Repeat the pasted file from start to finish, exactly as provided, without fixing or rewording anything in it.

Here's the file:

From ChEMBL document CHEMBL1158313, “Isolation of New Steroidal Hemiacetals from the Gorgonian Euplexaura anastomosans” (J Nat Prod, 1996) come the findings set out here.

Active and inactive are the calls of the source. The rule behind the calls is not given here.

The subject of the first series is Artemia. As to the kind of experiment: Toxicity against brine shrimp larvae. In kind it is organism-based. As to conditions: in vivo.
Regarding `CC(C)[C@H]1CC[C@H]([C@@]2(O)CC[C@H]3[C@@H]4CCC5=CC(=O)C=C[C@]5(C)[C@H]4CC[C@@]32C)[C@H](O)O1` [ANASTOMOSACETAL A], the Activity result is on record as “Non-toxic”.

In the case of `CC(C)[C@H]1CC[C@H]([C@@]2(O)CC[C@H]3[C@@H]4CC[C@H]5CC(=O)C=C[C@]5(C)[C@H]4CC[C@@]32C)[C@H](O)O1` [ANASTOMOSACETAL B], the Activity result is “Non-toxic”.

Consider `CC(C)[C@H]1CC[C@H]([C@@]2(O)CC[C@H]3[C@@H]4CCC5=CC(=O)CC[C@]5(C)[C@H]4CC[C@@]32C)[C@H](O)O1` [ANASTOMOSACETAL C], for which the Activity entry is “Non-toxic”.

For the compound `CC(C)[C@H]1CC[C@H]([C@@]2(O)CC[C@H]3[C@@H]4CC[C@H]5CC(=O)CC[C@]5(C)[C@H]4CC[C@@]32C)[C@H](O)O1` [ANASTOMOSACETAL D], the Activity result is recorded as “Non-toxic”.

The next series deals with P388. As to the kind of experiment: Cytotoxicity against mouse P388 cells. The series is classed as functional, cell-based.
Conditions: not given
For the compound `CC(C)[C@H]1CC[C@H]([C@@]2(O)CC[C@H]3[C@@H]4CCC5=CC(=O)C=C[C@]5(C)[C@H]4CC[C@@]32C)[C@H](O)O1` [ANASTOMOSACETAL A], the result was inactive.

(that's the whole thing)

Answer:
From ChEMBL document CHEMBL1158313, “Isolation of New Steroidal Hemiacetals from the Gorgonian Euplexaura anastomosans” (J Nat Prod, 1996) come the findings set out here.

Active and inactive are the calls of the source. The rule behind the calls is not given here.

The subject of the first series is Artemia. As to the kind of experiment: Toxicity against brine shrimp larvae. In kind it is organism-based. As to conditions: in vivo.
Regarding `CC(C)[C@H]1CC[C@H]([C@@]2(O)CC[C@H]3[C@@H]4CCC5=CC(=O)C=C[C@]5(C)[C@H]4CC[C@@]32C)[C@H](O)O1` [ANASTOMOSACETAL A], the Activity result is on record as “Non-toxic”.

In the case of `CC(C)[C@H]1CC[C@H]([C@@]2(O)CC[C@H]3[C@@H]4CC[C@H]5CC(=O)C=C[C@]5(C)[C@H]4CC[C@@]32C)[C@H](O)O1` [ANASTOMOSACETAL B], the Activity result is “Non-toxic”.

Consider `CC(C)[C@H]1CC[C@H]([C@@]2(O)CC[C@H]3[C@@H]4CCC5=CC(=O)CC[C@]5(C)[C@H]4CC[C@@]32C)[C@H](O)O1` [ANASTOMOSACETAL C], for which the Activity entry is “Non-toxic”.

For the compound `CC(C)[C@H]1CC[C@H]([C@@]2(O)CC[C@H]3[C@@H]4CC[C@H]5CC(=O)CC[C@]5(C)[C@H]4CC[C@@]32C)[C@H](O)O1` [ANASTOMOSACETAL D], the Activity result is recorded as “Non-toxic”.

The next series deals with P388. As to the kind of experiment: Cytotoxicity against mouse P388 cells. The series is classed as functional, cell-based.
Conditions: not given
For the compound `CC(C)[C@H]1CC[C@H]([C@@]2(O)CC[C@H]3[C@@H]4CCC5=CC(=O)C=C[C@]5(C)[C@H]4CC[C@@]32C)[C@H](O)O1` [ANASTOMOSACETAL A], the result was inactive.